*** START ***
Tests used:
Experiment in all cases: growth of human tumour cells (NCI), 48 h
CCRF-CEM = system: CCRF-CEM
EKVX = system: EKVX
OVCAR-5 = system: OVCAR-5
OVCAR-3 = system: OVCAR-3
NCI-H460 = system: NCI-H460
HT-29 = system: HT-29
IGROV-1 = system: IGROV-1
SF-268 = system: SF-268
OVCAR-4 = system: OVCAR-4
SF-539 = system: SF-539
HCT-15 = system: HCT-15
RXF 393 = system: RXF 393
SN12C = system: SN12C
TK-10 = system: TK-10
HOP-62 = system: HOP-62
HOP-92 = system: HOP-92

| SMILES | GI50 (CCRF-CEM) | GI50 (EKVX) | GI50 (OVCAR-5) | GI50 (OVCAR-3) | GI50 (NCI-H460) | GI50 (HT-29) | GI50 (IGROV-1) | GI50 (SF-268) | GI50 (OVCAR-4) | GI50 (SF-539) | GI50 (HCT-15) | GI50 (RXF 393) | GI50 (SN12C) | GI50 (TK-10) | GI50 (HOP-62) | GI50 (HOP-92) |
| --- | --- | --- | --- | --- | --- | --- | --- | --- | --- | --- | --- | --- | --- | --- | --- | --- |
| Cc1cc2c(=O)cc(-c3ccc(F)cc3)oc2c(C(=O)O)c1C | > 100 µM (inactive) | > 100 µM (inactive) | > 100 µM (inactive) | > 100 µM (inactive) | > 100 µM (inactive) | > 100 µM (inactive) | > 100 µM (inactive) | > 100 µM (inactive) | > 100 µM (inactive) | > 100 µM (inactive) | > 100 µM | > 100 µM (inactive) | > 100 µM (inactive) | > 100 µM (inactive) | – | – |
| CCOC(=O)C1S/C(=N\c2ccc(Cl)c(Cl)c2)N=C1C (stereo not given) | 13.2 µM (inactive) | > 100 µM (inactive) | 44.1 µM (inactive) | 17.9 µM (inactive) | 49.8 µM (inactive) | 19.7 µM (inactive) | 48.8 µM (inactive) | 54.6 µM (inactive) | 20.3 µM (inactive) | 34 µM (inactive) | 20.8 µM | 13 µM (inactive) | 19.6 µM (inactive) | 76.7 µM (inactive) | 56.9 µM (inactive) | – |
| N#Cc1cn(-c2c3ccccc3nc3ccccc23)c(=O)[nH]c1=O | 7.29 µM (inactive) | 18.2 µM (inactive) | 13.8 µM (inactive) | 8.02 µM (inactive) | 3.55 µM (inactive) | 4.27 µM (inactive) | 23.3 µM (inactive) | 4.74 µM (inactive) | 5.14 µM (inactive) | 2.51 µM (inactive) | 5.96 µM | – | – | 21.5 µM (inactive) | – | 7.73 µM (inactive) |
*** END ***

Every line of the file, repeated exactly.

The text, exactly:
Tests used:
Experiment in all cases: growth of human tumour cells (NCI), 48 h
CCRF-CEM = system: CCRF-CEM
EKVX = system: EKVX
OVCAR-5 = system: OVCAR-5
OVCAR-3 = system: OVCAR-3
NCI-H460 = system: NCI-H460
HT-29 = system: HT-29
IGROV-1 = system: IGROV-1
SF-268 = system: SF-268
OVCAR-4 = system: OVCAR-4
SF-539 = system: SF-539
HCT-15 = system: HCT-15
RXF 393 = system: RXF 393
SN12C = system: SN12C
TK-10 = system: TK-10
HOP-62 = system: HOP-62
HOP-92 = system: HOP-92

| SMILES | GI50 (CCRF-CEM) | GI50 (EKVX) | GI50 (OVCAR-5) | GI50 (OVCAR-3) | GI50 (NCI-H460) | GI50 (HT-29) | GI50 (IGROV-1) | GI50 (SF-268) | GI50 (OVCAR-4) | GI50 (SF-539) | GI50 (HCT-15) | GI50 (RXF 393) | GI50 (SN12C) | GI50 (TK-10) | GI50 (HOP-62) | GI50 (HOP-92) |
| --- | --- | --- | --- | --- | --- | --- | --- | --- | --- | --- | --- | --- | --- | --- | --- | --- |
| Cc1cc2c(=O)cc(-c3ccc(F)cc3)oc2c(C(=O)O)c1C | > 100 µM (inactive) | > 100 µM (inactive) | > 100 µM (inactive) | > 100 µM (inactive) | > 100 µM (inactive) | > 100 µM (inactive) | > 100 µM (inactive) | > 100 µM (inactive) | > 100 µM (inactive) | > 100 µM (inactive) | > 100 µM | > 100 µM (inactive) | > 100 µM (inactive) | > 100 µM (inactive) | – | – |
| CCOC(=O)C1S/C(=N\c2ccc(Cl)c(Cl)c2)N=C1C (stereo not given) | 13.2 µM (inactive) | > 100 µM (inactive) | 44.1 µM (inactive) | 17.9 µM (inactive) | 49.8 µM (inactive) | 19.7 µM (inactive) | 48.8 µM (inactive) | 54.6 µM (inactive) | 20.3 µM (inactive) | 34 µM (inactive) | 20.8 µM | 13 µM (inactive) | 19.6 µM (inactive) | 76.7 µM (inactive) | 56.9 µM (inactive) | – |
| N#Cc1cn(-c2c3ccccc3nc3ccccc23)c(=O)[nH]c1=O | 7.29 µM (inactive) | 18.2 µM (inactive) | 13.8 µM (inactive) | 8.02 µM (inactive) | 3.55 µM (inactive) | 4.27 µM (inactive) | 23.3 µM (inactive) | 4.74 µM (inactive) | 5.14 µM (inactive) | 2.51 µM (inactive) | 5.96 µM | – | – | 21.5 µM (inactive) | – | 7.73 µM (inactive) |